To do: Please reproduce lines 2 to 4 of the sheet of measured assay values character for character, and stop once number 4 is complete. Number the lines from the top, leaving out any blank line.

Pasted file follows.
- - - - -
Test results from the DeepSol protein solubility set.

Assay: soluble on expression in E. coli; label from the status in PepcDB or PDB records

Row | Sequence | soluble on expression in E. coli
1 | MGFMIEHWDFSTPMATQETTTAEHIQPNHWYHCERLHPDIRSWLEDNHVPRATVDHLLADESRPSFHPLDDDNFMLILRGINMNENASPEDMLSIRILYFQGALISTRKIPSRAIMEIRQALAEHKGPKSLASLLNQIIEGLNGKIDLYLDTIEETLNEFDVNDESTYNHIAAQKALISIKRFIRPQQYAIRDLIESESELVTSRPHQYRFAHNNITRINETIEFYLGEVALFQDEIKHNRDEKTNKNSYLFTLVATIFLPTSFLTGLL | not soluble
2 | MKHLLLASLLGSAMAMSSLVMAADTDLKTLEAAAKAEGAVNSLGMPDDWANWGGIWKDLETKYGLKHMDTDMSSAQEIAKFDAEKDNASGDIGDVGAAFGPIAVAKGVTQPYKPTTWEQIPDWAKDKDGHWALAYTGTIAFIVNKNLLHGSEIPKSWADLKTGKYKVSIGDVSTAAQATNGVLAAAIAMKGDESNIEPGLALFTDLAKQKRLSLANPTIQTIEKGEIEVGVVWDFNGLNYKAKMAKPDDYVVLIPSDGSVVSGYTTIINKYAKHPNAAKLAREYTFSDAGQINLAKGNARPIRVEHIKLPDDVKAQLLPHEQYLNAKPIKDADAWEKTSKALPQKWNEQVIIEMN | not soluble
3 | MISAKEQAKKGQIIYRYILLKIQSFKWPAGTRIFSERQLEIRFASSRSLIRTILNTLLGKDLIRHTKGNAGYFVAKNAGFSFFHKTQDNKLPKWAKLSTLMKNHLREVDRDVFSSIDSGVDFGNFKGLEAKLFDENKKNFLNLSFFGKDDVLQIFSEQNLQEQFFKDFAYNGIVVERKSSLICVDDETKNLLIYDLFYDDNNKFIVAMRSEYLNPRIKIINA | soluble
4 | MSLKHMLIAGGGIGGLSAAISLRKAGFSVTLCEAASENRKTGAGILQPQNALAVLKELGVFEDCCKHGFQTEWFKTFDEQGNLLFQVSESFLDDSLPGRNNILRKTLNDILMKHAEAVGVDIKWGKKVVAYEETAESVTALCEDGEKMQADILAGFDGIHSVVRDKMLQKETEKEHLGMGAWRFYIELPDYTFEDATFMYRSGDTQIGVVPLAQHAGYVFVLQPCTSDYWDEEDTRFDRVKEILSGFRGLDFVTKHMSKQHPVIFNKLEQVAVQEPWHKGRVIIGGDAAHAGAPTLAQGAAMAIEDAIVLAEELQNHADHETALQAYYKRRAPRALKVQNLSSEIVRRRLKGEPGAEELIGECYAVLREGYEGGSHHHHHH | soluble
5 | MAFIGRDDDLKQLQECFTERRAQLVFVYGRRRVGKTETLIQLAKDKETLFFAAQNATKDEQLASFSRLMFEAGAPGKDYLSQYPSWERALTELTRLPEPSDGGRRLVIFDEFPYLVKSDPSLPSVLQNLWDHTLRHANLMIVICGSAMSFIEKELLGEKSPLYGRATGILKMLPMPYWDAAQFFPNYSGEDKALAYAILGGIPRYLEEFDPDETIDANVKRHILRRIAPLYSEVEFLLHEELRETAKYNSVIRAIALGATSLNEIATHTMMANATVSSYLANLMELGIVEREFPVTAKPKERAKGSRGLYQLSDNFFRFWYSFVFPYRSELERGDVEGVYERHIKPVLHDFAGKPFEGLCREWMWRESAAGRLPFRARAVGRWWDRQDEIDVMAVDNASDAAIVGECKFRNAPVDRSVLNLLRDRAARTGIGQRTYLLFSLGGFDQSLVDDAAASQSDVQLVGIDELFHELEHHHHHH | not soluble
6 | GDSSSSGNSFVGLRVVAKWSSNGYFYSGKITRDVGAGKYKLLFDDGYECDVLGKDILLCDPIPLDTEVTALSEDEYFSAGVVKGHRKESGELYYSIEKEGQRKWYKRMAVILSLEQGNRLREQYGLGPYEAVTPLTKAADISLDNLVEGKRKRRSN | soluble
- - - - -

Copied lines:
Assay: soluble on expression in E. coli; label from the status in PepcDB or PDB records

Row | Sequence | soluble on expression in E. coli
1 | MGFMIEHWDFSTPMATQETTTAEHIQPNHWYHCERLHPDIRSWLEDNHVPRATVDHLLADESRPSFHPLDDDNFMLILRGINMNENASPEDMLSIRILYFQGALISTRKIPSRAIMEIRQALAEHKGPKSLASLLNQIIEGLNGKIDLYLDTIEETLNEFDVNDESTYNHIAAQKALISIKRFIRPQQYAIRDLIESESELVTSRPHQYRFAHNNITRINETIEFYLGEVALFQDEIKHNRDEKTNKNSYLFTLVATIFLPTSFLTGLL | not soluble